Q & A with candidates for mayor of Vancouver

Earl Bowerman is running against incumbent Anne McEnerny-Ogle

With the November general election quickly approaching, the Vancouver Business Journal caught up with the two candidates running for mayor of Vancouver this year, incumbent Anne McEnerny-Ogle and challenger Earl Bowerman. The general election this year is Nov. 2.


VBJ: First, what are your main reasons for seeking reelection as mayor of the city of Vancouver?

Anne McEnerny-Ogle: I want to continue working with the Council and the community on the numerous projects and programs we’ve started.

1.  Replace the I-5 Bridge

2.  Rebuild our local economy by retaining and expanding our small businesses and recruiting larger businesses

3.  Develop our community investments such as the Heights District, the Operation Center, the Waterfront Gateway, and the Fourth Plain Commons

4.  Implement our Vancouver Homeless Plan

5.  Implement the Use of Force practices and resources in the VPD.

VBJ: During your time as mayor, what are some ways you have worked to help small businesses in the Vancouver area?

McEnerny-Ogle: Our small businesses are selling goods and services to neighbors, friends and other businesses within our region. We need each one to survive.  

Prior to the pandemic, we celebrated Small Business Months and voted to award Community Development Block Grant funds to several local agencies that provided an array of business assistance services. I supported online development, assistance for permitting and designing outdoor seating areas and storefront improvements, technical assistance, market research, workshops for financial literacy and networking events. I enjoyed numerous ribbon cuttings. 

When the pandemic hit, we needed to pivot.

Construction and development businesses worked through the pandemic because they were able to send their building plans electronically and receive their permits in a timely manner. ePlans happened in May of 2019.

I met with restaurants, bars, taverns, wineries and breweries weekly at their Thursday morning Zoom meetings. Together we worked through the Governor’s guidelines and made adjustments in Vancouver. Even today, we’re refunding business license surcharge fees and employee fees until 2022 for those businesses that were heavily impacted. (The business license fee collection was temporarily suspended in April 2020).  In addition, we’re continuing the Street Eats programs, along with the parklets and temporary parking signs, and waiving the application fees.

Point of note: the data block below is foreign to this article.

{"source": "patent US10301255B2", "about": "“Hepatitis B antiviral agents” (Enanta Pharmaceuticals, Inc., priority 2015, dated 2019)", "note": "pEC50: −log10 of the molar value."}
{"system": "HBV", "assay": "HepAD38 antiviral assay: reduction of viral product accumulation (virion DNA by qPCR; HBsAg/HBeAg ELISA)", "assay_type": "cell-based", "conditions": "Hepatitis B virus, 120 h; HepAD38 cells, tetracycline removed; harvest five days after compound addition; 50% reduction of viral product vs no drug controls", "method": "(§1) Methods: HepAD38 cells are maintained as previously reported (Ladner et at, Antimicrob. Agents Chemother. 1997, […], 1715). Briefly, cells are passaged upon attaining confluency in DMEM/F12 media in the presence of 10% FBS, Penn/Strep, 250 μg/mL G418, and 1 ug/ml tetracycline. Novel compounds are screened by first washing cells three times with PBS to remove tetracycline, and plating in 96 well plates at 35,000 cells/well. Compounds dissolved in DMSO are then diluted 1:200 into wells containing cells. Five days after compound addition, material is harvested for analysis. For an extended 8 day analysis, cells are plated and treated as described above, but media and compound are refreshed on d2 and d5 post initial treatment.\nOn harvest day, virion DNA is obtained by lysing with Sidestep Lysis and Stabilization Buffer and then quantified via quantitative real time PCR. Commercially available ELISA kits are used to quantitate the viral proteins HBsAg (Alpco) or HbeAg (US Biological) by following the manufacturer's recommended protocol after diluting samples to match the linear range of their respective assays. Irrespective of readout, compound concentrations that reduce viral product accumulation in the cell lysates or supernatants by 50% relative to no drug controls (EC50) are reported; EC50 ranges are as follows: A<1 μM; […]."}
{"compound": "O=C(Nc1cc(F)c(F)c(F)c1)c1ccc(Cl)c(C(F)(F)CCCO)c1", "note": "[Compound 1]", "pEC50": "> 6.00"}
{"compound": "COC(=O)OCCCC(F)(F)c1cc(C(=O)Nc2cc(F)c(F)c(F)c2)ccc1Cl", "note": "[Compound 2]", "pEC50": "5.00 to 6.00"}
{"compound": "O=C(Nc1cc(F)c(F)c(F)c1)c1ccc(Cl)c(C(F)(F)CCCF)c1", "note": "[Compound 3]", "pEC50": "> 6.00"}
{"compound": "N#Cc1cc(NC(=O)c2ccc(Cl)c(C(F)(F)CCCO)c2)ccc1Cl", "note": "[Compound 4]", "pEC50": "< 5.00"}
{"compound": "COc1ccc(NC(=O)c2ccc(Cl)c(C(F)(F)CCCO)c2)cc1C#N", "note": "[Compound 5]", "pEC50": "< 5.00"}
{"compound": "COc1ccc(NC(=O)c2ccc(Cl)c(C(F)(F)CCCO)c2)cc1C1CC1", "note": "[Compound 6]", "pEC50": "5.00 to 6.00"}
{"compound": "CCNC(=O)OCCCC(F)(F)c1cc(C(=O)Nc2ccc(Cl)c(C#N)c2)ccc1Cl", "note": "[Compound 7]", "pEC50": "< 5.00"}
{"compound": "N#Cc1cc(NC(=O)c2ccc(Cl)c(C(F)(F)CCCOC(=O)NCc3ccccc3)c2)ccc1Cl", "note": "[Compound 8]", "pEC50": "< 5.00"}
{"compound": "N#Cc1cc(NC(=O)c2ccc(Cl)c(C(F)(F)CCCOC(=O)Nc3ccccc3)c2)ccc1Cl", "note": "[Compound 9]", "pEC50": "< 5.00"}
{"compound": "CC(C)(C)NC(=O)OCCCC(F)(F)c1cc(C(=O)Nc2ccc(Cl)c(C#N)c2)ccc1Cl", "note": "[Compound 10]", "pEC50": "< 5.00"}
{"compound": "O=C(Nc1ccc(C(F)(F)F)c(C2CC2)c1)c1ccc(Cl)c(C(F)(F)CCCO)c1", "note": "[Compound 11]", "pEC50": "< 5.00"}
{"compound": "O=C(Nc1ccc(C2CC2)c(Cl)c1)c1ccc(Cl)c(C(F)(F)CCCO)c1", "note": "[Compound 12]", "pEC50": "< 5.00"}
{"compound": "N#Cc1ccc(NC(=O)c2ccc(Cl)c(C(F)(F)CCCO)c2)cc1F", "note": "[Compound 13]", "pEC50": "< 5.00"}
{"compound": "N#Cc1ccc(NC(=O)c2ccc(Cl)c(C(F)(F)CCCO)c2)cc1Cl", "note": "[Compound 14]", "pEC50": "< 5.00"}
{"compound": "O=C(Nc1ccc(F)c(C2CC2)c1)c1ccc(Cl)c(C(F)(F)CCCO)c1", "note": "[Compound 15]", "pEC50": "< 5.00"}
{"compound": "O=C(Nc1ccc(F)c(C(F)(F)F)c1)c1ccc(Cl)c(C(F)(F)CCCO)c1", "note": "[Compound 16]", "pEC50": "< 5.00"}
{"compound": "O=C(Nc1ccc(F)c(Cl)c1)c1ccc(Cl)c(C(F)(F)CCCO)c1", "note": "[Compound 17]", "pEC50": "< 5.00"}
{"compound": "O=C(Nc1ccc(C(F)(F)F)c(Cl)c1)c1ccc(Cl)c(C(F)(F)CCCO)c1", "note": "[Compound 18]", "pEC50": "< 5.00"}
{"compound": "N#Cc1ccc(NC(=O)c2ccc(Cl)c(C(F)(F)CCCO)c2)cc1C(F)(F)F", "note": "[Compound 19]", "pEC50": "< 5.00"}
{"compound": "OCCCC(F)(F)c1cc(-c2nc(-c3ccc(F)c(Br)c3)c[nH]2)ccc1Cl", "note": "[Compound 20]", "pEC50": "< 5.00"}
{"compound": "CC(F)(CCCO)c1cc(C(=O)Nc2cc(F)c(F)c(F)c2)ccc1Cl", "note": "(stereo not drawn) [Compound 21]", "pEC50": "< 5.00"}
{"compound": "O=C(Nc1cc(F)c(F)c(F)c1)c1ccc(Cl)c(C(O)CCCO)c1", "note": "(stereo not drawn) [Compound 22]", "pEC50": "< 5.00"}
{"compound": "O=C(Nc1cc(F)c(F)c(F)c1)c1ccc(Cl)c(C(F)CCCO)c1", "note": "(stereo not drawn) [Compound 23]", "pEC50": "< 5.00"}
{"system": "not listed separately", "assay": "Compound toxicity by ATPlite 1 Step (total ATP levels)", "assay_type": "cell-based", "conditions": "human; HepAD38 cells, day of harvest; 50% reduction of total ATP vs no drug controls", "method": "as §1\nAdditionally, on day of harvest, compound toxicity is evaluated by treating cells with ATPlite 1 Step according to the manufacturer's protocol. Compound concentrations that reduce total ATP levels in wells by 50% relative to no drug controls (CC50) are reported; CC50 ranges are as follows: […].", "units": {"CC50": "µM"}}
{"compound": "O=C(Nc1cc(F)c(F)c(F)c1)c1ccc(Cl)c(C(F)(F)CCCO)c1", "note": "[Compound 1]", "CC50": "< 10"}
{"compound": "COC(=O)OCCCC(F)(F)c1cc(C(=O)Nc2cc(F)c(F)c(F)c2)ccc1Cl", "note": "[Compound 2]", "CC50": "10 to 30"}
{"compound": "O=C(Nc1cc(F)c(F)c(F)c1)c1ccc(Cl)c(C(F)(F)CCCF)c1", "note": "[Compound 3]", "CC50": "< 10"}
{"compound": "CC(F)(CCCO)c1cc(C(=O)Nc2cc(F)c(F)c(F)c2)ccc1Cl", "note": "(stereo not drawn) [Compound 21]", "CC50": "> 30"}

We worked with Vancouver Farmers Market to resume operations with safety measures in April 2020.

I met with business organizations, monthly, to work through the COVID issues, such as city water and sewer fee waivers and suspending on-street parking fees and enforcement activities.

The city made it illegal for landlords to evict small businesses for lack of payment and then we worked with them to distribute the federal relief funds to pay for those back rents.

VBJ: Why should people in the business community in Vancouver vote for you to remain as the city’s mayor?

McEnerny-Ogle: Vancouver is facing many serious issues. I’m an experienced leader who has been working with the business community before and through this pandemic. I have the skilled and measured leadership that’s necessary for our businesses to continue their recovery as they partner with the city.

VBJ: What is your stance on working on the homelessness issue in the Vancouver area, and how do you think the city can help businesses that are affected by the issue of homeless camps, etc.?

McEnerny-Ogle: I support the City’s new plan to address the homeless crisis and helping these individuals will help the businesses that are affected by the homeless camps across our city. The plan is moving forward with the councilors’ unanimous support for the new temporary supported encampments. We want to ensure a healthy, thriving, equitable community that supports the needs of residents and maintains the safety and security of our neighborhoods and our businesses. We are creating strategies that respond to the urgent need of everyone impacted by these challenges and the plan moves us in the right direction.